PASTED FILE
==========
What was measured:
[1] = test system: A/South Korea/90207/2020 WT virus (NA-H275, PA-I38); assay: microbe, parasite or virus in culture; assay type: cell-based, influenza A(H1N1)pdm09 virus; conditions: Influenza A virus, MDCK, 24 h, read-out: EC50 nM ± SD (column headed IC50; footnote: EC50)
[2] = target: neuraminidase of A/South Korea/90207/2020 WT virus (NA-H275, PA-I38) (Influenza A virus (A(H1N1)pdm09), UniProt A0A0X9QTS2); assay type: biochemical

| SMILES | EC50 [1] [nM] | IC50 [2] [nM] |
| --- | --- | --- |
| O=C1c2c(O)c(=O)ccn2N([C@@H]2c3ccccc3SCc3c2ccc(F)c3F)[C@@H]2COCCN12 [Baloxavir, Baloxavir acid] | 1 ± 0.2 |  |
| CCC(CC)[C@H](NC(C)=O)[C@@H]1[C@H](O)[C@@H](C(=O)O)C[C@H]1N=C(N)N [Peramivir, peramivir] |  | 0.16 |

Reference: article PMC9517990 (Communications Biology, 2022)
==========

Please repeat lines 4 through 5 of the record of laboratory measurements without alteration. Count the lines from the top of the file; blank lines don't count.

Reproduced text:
| SMILES | EC50 [1] [nM] | IC50 [2] [nM] |
| --- | --- | --- |